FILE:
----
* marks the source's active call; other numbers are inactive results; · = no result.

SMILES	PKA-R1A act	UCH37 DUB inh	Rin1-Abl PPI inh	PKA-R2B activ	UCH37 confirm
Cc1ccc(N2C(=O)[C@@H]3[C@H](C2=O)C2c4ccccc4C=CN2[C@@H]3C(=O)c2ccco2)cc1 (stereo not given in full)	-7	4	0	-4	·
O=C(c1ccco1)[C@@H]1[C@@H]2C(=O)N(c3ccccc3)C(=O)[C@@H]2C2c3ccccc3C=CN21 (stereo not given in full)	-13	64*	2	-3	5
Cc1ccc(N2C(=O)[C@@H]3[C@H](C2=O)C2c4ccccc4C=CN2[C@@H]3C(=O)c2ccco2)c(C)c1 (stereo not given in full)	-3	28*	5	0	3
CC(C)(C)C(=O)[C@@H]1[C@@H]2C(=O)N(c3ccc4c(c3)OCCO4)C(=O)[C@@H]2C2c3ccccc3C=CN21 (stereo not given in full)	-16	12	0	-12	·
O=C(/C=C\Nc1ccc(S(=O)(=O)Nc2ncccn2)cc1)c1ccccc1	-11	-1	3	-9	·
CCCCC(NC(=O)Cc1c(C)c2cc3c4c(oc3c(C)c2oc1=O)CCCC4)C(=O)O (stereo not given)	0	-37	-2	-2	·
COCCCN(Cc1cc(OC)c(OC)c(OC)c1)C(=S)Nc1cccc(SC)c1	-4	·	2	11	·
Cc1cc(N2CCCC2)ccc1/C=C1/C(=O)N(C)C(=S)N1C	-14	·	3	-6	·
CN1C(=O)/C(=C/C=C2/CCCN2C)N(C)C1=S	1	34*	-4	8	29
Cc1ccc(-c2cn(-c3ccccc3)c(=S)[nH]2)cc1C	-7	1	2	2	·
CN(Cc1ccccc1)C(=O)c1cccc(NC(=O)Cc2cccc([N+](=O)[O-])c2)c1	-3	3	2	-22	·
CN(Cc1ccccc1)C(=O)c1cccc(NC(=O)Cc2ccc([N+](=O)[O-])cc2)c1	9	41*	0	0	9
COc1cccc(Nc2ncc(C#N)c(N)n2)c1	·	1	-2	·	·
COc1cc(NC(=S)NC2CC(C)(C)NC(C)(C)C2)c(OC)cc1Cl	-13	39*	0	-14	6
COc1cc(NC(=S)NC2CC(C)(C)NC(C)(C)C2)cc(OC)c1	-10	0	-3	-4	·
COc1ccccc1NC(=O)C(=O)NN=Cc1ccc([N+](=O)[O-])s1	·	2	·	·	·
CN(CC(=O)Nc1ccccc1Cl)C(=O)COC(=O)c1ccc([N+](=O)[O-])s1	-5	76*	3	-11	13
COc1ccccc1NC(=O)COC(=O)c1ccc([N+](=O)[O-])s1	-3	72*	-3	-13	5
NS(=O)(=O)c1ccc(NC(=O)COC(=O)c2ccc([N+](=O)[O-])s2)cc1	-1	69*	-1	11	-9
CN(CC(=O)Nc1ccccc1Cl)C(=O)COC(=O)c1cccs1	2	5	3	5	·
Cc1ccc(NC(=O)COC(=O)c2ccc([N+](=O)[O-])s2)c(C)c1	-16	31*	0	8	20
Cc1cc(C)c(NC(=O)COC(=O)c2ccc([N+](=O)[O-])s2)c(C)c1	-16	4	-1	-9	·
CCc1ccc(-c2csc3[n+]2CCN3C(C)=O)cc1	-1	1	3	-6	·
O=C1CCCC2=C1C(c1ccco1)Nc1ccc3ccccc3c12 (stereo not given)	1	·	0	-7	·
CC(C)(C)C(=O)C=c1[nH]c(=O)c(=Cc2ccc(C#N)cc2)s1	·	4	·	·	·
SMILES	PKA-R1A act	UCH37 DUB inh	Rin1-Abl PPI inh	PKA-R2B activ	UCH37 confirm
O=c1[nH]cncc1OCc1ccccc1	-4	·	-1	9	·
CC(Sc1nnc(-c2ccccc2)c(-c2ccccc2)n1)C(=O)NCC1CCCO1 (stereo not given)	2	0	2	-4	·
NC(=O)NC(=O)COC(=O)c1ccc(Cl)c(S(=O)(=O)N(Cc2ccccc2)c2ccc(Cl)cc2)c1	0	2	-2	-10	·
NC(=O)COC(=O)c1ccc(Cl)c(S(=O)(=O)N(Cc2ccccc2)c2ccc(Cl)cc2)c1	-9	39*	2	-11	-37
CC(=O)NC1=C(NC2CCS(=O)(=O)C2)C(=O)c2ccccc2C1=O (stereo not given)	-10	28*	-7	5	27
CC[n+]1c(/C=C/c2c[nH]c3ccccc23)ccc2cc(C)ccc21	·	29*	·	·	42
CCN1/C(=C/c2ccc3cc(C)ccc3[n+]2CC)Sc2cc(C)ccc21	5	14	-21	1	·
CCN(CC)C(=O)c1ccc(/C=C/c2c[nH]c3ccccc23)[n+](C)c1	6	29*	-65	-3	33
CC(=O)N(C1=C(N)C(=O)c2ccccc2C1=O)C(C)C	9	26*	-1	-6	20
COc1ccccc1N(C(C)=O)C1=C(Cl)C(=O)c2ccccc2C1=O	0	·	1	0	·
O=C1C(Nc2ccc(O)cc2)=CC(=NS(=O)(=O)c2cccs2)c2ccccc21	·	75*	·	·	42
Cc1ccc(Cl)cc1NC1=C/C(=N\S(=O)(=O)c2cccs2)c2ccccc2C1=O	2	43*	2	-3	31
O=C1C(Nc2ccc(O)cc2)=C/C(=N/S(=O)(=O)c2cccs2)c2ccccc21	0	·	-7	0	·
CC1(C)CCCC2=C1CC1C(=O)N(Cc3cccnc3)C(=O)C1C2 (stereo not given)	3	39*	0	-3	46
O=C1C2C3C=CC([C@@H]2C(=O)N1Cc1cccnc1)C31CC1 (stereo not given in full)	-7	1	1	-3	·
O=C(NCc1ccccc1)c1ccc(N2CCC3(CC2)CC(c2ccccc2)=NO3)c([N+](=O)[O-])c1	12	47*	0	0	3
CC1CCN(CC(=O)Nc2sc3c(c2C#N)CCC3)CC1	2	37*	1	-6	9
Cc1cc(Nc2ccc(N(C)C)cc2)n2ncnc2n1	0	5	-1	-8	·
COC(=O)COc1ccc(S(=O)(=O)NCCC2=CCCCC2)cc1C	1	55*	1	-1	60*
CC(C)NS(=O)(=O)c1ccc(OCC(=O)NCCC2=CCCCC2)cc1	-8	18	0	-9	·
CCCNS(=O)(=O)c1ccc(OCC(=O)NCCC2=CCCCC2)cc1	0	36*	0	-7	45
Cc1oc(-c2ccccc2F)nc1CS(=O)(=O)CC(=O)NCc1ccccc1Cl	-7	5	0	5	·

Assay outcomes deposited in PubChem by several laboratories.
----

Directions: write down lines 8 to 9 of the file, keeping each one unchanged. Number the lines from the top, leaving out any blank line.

CCCCC(NC(=O)Cc1c(C)c2cc3c4c(oc3c(C)c2oc1=O)CCCC4)C(=O)O (stereo not given)	0	-37	-2	-2	·
COCCCN(Cc1cc(OC)c(OC)c(OC)c1)C(=S)Nc1cccc(SC)c1	-4	·	2	11	·